Jan Mayen Island in Scientific Focus

  • Stig Skreslet

Part of the NATO Science Series book series (NAIV, volume 45)

Table of contents

  1. Front Matter
    Pages i-xv
  2. Stig Skreslet
    Pages 1-11
  3. Krzysztof Birkenmajer
    Pages 13-26
  4. Øystein Hov
    Pages 37-40
  5. Gintautas Stankunavicius
    Pages 41-54
  6. Vladimir F. Romanov
    Pages 55-66
  7. Vladimir I. Byshev, Victor G. Neiman, Jury A. Romanov
    Pages 79-89
  8. Jan Piechura
    Pages 91-99
  9. Stig Skreslet
    Pages 101-112
  10. Hans-Jürgen Hirche
    Pages 123-133
  11. Anthony W. Walne, Philip C. Reid
    Pages 135-145
  12. Leonid B. Klyashtorin, Alexey A. Lyubushin
    Pages 147-157
  13. Bjørn Gulliksen, Frank Beuchel, Torleiv Brattegard, Rune Palerud, B. Gulliksen, F. Beuchel et al.
    Pages 159-171
  14. Jan M. Węsławski
    Pages 173-180
  15. Geir W. Gabrielsen, Hallvard Strøm
    Pages 181-194
  16. Louwrens Hacquebord
    Pages 229-238
  17. Piotr Głowacki
    Pages 249-259
  18. Jan-Petter Huberth-Hansen
    Pages 279-280
  19. Leif K. Tviberg
    Pages 281-284
  20. Stig Skreslet, Krzysztof Birkenmajer, Louwrens Hacquebord, Keith A. Hobson, Igor A. Melnikov
    Pages 295-339
  21. Stig Skreslet, Krzysztof Birkenmajer
    Pages 341-344
  22. Back Matter
    Pages 345-363

About these proceedings


Jan Mayen is a volcanic island surrounded by the deep Greenland, Iceland and Norwegian Seas. There, atmospheric and oceanic processes unleash potential energy that forces very dynamic interactions between sea and air. This unique geophysical focal point generates climatic variability in northern Europe, and supports marine biological production that sustains the yield of large living resources. The marine populations are clearly fluctuating with variations in climate, and raises questions about effects of man-made climate change. Since the last Ice Age the sinking of Greenland Sea Deep-Water has been a substantial driving force for the Global Thermo-Haline Circulation which feeds warm Atlantic water into the Nordic Seas. Global warming may interact with the deep-water formation and force feedback mechanisms that express themselves beyond imagination. The book addresses such problems to raise an interest for doing research on the island and in its waters. The potentials for doing that increases when the island's Loran-C station closes down in 2005. The book recommends how the international scientific community may gain access to this really challenging arena for local, regional and Global research. It is a blueprint for the logistics required for science to succeed in a very remote and physically demanding place on Earth.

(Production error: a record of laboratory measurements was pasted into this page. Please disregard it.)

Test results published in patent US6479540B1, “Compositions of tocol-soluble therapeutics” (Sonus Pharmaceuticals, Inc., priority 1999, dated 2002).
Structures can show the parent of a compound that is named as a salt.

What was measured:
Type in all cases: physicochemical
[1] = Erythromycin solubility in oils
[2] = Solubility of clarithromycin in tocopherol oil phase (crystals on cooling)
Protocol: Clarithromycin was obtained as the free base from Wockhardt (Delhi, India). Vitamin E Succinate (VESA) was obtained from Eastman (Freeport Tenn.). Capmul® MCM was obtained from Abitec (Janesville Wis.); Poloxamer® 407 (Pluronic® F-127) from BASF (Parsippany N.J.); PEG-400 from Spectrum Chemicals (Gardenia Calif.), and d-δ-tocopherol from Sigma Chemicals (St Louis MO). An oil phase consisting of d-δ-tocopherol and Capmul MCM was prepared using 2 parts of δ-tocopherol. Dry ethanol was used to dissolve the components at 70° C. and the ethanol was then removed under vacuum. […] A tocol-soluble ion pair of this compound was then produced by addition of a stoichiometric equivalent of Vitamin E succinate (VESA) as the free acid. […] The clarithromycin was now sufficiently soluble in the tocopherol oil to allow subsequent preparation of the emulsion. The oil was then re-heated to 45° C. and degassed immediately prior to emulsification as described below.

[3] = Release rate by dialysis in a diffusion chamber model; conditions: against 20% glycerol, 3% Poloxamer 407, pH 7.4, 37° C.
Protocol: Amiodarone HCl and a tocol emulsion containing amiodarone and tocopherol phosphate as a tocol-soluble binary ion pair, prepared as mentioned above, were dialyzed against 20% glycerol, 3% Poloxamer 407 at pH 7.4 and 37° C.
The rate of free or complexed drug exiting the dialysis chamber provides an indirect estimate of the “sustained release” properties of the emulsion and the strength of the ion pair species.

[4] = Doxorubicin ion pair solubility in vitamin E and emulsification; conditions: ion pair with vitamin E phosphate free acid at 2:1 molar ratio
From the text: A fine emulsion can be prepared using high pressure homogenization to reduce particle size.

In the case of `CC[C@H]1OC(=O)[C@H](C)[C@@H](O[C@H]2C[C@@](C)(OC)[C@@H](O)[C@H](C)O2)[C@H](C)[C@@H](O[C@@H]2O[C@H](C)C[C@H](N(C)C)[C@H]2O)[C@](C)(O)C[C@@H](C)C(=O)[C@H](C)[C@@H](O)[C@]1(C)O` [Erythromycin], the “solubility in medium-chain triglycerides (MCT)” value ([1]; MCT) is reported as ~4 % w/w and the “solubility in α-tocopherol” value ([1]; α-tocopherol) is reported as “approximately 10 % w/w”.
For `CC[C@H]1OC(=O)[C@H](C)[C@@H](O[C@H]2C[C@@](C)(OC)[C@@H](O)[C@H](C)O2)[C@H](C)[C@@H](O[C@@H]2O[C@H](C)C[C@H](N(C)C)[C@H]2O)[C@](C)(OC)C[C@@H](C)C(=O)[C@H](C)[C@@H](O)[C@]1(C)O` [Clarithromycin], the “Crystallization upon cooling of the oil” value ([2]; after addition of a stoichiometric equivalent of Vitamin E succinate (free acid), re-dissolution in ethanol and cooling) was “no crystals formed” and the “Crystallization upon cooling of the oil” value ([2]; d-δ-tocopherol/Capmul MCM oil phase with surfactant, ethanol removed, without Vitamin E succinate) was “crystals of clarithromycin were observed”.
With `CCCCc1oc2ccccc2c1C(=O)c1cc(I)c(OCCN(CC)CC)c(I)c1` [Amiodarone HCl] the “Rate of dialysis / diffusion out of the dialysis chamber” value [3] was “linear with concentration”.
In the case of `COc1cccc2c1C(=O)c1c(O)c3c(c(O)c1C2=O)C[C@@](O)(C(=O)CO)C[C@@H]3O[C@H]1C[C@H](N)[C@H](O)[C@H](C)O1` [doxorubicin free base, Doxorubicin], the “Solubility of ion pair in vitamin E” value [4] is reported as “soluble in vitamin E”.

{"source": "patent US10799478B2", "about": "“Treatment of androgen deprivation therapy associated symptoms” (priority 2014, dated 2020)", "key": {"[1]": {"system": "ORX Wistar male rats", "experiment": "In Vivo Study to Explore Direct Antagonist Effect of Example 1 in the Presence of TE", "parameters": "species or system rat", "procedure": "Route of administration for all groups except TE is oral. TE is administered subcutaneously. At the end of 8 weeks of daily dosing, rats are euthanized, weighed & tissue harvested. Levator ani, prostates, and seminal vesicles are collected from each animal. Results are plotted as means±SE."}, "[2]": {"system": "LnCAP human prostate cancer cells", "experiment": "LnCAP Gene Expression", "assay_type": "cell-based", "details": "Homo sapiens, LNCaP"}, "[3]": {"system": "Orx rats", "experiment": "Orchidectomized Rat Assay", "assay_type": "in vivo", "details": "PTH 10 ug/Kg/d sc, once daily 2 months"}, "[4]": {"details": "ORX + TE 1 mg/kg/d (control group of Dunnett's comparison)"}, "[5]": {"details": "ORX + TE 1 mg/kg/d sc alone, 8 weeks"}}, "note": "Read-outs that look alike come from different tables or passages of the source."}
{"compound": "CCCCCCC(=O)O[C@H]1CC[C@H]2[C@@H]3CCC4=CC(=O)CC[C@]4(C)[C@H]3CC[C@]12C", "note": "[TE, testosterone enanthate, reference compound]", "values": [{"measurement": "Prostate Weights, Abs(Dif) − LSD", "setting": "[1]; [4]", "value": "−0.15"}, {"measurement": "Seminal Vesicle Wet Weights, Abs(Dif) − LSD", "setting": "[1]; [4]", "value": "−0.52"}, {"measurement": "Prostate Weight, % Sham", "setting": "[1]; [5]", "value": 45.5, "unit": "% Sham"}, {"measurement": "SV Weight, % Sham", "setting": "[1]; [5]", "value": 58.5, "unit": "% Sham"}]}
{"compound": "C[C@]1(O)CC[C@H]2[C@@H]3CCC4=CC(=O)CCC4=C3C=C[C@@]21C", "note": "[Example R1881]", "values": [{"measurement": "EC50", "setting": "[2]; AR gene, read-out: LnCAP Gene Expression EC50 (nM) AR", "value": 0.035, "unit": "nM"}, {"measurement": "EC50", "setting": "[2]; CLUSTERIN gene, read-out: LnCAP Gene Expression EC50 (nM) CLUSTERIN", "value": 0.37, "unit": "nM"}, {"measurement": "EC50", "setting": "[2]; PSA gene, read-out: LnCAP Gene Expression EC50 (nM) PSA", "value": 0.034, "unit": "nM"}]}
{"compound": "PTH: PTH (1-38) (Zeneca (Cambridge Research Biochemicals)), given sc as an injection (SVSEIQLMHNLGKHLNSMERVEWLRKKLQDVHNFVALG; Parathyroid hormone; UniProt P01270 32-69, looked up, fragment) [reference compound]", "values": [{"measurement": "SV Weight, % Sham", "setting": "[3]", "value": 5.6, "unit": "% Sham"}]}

Aerosol Atmospheric circulation Fauna Scale ecology ecosystem

Editors and affiliations

  • Stig Skreslet
    • 1
  1. 1.Faculty of Fisheries and Natural SciencesBodø Regional UniversityNorway

Bibliographic information

  • DOI
  • Copyright Information Springer Science+Business Media B.V. 2004
  • Publisher Name Springer, Dordrecht
  • eBook Packages Springer Book Archive
  • Print ISBN 978-1-4020-2956-1
  • Online ISBN 978-1-4020-2957-8
  • Series Print ISSN 1568-1238
  • Buy this book on publisher's site